Based on what serves the most profitable "western" restaurant in my area (customers : 90% thais + 5-10% falangs during the holidays), Norton seems to have it right.

    One thing also that seems to be very popular with Thai and not too bad for western taste is hot pot and Korean barbecue. Or maybe I've already spent too much time in Asia ...

    And it's definitively not American, sorry ....
    The things we regret most is the things we didn't do

  17. #17
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    Looks good, menu might be a little long.
    All those soup sound good but how well would they store. I wouldn't bother serving canned soups.

    I'd loose the PBJ and add macaroni and cheese, Thai people like macaroni.

    I'd suggest grits and scrapple if it were a breakfast menu. But that's just me, most people wouldn't know what that is. It would be unique and original in Thailand.
    You could probably find someone local to make the scrapple and mill the corn. They seem to grow a good deal of corn in the hill country and the pork here is the best.

  18. #18
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    Any chance of adding pizza to the menu? Thais will go for that.

  19. #19
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    I always wondered if spicy Mexican food could be popular with Thais ? (you have taco on your menu ....)

  20. #20
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    Quote Originally Posted by hillbilly View Post
    Hard to buy decent hotdogs in Thailand. Trying to source most everything here in Thailand, but damn difficult to do.

    Vienna agro sausage in Bangkok
    028697478

    Best ones I've seen so far. I like a good dog too.

  21. #21
    Philippine Expat Davis Knowlton's Avatar
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    Don't know how this would go with the Thai clientele, but if you are on occasion going to make homemade soup, how about gumbo, or ham hock and beans. I used to go to a bar in panhandle Florida that did ham hock soup on Tuesday, and seafood gumbo on Thursdays. Never an empty seat. And never any leftovers. Ham hock and beans is also pretty cheap to make - gumbo less so, but you have lots of relatively cheap local ingredients. Just a thought, and all the best with your venture!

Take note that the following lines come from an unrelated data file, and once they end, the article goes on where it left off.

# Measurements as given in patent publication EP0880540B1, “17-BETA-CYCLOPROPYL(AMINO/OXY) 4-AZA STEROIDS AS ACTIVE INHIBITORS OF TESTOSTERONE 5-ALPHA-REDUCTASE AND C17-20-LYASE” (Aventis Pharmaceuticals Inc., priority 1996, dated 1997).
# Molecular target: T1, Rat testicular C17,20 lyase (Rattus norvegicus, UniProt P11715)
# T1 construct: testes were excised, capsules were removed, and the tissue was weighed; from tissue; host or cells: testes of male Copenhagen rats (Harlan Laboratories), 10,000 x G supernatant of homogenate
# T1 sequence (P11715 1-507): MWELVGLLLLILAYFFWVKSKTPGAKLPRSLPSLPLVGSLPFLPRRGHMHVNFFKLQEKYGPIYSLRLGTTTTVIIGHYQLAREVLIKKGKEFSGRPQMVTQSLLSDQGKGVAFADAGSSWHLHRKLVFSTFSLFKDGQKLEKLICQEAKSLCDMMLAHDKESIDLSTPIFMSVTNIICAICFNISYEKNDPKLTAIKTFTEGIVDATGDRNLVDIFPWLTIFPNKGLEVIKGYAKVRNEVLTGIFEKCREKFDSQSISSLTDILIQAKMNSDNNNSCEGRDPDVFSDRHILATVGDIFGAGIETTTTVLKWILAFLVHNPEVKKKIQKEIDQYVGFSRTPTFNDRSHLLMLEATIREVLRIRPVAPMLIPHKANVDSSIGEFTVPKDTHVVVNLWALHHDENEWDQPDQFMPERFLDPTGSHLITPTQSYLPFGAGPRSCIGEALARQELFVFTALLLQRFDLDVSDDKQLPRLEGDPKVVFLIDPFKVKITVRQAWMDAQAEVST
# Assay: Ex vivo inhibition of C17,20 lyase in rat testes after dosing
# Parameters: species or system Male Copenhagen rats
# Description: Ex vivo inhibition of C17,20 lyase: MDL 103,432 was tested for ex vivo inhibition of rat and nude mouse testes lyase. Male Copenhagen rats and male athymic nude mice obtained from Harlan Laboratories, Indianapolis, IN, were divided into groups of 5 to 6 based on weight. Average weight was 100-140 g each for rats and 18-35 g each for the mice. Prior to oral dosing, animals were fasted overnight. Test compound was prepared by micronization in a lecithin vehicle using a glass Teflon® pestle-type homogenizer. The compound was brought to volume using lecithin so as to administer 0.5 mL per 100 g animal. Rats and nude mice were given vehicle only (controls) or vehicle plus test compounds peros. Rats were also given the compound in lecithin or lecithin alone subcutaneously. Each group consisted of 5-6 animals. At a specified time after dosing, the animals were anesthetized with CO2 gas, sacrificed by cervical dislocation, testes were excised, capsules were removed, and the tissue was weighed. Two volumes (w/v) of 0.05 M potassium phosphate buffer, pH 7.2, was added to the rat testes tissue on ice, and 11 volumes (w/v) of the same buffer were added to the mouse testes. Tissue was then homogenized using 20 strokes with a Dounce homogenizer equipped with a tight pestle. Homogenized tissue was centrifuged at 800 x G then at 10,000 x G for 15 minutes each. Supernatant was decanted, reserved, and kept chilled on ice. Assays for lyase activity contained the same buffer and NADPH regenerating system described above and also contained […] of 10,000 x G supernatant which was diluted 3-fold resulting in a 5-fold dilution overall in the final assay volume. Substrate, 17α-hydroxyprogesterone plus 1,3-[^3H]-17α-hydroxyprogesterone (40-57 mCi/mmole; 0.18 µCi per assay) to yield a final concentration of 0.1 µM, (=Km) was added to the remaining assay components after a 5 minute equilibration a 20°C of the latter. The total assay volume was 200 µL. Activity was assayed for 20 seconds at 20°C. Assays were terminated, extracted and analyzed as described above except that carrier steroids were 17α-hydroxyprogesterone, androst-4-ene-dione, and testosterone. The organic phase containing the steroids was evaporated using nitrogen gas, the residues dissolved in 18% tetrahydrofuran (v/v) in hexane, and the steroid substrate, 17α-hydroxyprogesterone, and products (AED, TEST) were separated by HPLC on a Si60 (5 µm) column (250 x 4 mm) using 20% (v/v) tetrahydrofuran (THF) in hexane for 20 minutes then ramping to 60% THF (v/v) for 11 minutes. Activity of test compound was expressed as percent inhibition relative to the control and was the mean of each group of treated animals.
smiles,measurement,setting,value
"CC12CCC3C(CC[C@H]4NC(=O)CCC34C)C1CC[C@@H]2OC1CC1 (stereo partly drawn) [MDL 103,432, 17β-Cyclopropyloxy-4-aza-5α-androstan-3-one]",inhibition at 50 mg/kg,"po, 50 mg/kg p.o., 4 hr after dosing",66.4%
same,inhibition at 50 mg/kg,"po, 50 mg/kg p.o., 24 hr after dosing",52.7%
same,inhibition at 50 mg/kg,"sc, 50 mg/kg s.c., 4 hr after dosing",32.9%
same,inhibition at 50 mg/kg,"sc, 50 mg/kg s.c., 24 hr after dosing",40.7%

22. #22
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    The best American food has a regional personality. I love a restaurant with a southern character; biscuits, bbq, southern fried chicken etc. or Northern California; sourdough bread, artichokes, avacados, etc. But in rural Thailand you probably should play it safe and go for the old standards. I agree with others who have said that the menu selection is a bit too broad.

  23. #23
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    If some of your customer base are nostalgic Americans HB, and you know how to do one, how about meatloaf? Or slopppy Joe's. If you can get the spices, maybe an option for cajun/ blackened burger, chook n steak too. 'Be Lucky' butchers is a Thai/ German operation, they have outlets in Bkk & Pattaya, and do a good hot dog sausage imo.
    probes Aliens

  24. #24
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    Quote Originally Posted by hillbilly View Post
    Hard to buy decent hotdogs in Thailand. Trying to source most everything here in Thailand, but damn difficult to do.
    I might have a source fo you HB. Oscar Meyer and all beef hot dogs. Let me do some digging.

    Also your prices are too low. You are running a resort and need to make some on your sales.

  25. #25
    Philippine Expat Davis Knowlton's Avatar
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    As a card-carrying hillbilly, I'm sure you already know this, but cornbread is kind of required with ham hock soup. Also, agree with Chi re prices - don't underprice yourself - you get more bitching if you do, and then have to jack prices on certain items shortly after you open. Also agree that the menu is too extensive (say I, after having just recommended additions).